Police arrest 18 Muslims in Temple Mount unrest

Arabs say Jews were seeking to destroy area holy sites; stone throwing reported elsewhere in Old City.

Haredi temple mount 311 (photo credit: REUTERS)
Haredi temple mount 311
(photo credit: REUTERS)
Police arrested 18 Muslims on Sunday during unrest on the Temple Mount in the capital, after 50 protesters pelted tourists and officers with stones.
Jerusalem Police spokesman Shmuel Ben-Ruby said the protesters were reacting to reports that a group of Jews bent on destroying the Aksa Mosque and the Dome of the Rock and building the Third Temple on the site planned to ascend the Temple Mount en masse.
There were similar rumors of such an attempt to be led by Likud activist Moshe Feiglin last Sunday.
Three officers were wounded during the clashes, police spokesman Micky Rosenfeld said, describing the incident as a “disturbance on the Temple Mount.”
Stone-throwers attacked a group of Christian tourists that was visiting the site. At least 40 officers entered the Temple Mount to deal with the situation, Rosenfeld said.
Police arrested three suspects during the attacks.
Police arrested 10 additional suspects as they exited the Aksa Mosque after afternoon prayers, and five later in the afternoon. Additional arrests are expected.
Rosenfeld said the Wakf Islamic trust, which manages the Muslim holy sites on the Temple Mount, cooperated with police to calm the situation.
The incident came after unfounded Palestinians reports that a group of “religious [Jewish] Israelis” tried to “storm” the Temple Mount on Sunday morning, according to Jordanian semi-official newspaper Ad-Dustour.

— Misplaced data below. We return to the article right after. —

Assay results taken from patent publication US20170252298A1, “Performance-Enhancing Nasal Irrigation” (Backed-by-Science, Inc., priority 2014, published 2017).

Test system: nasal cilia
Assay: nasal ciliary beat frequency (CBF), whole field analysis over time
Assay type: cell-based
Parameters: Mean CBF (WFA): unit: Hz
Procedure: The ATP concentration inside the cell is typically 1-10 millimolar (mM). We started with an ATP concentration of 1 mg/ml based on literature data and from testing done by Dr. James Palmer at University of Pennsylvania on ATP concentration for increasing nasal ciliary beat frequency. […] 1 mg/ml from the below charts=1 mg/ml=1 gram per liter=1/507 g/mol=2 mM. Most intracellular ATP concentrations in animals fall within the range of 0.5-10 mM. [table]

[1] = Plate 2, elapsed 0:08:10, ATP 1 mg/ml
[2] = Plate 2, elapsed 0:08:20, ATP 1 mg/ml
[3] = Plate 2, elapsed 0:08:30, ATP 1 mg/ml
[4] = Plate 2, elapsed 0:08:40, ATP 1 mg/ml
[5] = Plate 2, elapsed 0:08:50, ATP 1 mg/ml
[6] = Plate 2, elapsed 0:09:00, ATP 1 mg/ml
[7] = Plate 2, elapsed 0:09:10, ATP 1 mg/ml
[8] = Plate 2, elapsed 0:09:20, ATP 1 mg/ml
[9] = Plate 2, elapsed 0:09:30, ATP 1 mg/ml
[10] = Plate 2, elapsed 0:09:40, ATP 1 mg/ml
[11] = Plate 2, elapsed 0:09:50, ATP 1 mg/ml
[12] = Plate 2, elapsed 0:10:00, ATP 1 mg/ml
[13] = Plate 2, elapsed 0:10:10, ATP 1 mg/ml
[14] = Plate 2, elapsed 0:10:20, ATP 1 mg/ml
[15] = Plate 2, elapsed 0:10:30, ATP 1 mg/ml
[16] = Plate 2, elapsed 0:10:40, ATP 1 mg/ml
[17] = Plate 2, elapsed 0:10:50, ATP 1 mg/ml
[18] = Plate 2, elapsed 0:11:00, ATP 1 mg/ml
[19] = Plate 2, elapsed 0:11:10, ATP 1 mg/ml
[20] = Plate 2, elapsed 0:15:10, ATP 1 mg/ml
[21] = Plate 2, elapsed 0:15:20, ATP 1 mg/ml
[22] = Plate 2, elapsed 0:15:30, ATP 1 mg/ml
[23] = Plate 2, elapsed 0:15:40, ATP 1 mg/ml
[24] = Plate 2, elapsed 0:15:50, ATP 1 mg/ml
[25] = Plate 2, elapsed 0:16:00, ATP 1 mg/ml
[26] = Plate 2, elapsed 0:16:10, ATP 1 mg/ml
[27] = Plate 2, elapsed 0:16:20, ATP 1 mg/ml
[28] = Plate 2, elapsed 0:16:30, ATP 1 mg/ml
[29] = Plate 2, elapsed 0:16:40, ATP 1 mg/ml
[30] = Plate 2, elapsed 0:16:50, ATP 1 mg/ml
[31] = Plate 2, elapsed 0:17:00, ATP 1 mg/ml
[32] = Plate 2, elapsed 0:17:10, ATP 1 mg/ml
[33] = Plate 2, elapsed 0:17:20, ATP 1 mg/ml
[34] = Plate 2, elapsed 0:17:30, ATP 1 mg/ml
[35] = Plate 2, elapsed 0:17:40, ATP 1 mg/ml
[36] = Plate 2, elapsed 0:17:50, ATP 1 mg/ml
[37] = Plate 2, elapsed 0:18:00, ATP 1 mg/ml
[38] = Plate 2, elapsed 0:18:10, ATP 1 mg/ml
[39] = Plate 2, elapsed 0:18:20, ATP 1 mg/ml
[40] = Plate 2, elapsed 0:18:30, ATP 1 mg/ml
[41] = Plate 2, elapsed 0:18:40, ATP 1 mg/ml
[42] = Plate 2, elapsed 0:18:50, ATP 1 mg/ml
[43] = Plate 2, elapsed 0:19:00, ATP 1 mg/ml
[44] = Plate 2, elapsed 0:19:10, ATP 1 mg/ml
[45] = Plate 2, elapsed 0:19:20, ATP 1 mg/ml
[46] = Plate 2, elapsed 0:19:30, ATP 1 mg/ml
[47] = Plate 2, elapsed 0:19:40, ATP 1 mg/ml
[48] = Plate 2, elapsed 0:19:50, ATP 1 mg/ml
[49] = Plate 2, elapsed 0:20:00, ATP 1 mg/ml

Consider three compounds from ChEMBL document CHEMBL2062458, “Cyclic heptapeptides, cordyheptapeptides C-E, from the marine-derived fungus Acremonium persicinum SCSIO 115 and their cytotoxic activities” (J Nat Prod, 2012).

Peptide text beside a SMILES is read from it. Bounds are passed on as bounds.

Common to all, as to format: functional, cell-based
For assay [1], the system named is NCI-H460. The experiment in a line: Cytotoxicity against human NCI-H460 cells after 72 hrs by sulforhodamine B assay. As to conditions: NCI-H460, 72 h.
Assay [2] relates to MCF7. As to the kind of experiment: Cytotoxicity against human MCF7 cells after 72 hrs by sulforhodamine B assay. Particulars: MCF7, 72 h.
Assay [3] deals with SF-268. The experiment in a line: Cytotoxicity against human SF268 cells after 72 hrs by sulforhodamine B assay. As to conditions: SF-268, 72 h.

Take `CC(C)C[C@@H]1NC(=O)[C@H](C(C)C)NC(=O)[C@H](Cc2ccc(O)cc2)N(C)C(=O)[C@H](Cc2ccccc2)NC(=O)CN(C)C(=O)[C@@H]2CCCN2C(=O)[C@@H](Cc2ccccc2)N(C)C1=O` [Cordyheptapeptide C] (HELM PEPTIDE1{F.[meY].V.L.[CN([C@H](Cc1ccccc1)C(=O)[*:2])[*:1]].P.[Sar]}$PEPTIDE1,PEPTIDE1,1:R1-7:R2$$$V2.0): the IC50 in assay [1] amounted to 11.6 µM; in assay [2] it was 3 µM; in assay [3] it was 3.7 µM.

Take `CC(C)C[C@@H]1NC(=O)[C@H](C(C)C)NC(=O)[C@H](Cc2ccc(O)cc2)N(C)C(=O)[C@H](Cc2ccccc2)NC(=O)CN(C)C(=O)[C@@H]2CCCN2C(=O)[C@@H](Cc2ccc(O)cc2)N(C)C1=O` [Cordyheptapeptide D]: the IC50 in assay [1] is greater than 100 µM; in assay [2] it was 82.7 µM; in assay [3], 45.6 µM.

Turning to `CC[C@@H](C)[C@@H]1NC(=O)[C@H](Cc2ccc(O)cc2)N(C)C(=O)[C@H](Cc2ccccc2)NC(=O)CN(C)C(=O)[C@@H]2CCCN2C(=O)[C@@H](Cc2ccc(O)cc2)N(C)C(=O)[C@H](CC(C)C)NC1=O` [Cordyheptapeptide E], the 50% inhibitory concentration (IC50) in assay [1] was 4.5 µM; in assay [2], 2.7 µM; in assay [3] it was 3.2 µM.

Palestinian sources claimed over the weekend that a group of Jews would try to storm the Temple Mount in order to “strengthen Israeli sovereignty over the site,” according to the newspaper.
No Jewish visitors were on the Temple Mount during the altercation, police said. The site remained opened to tourists throughout the day.
Last week, Likud activists, including Feiglin, tried to enter the Temple Mount, but police barred them from entry. Officers accused the activists of trying to disrupt public order after a poster publicizing the event called for thousands to come and “Purify the site from the enemies of Israel who stole the land, and build the Third Temple on the ruins of the mosques.” Feiglin denied that Likud activists made the posters.
Last Sunday protests also broke out in Amman, near the Israeli Embassy, in reaction to the news of the attempt by Likud members to visit the Temple Mount.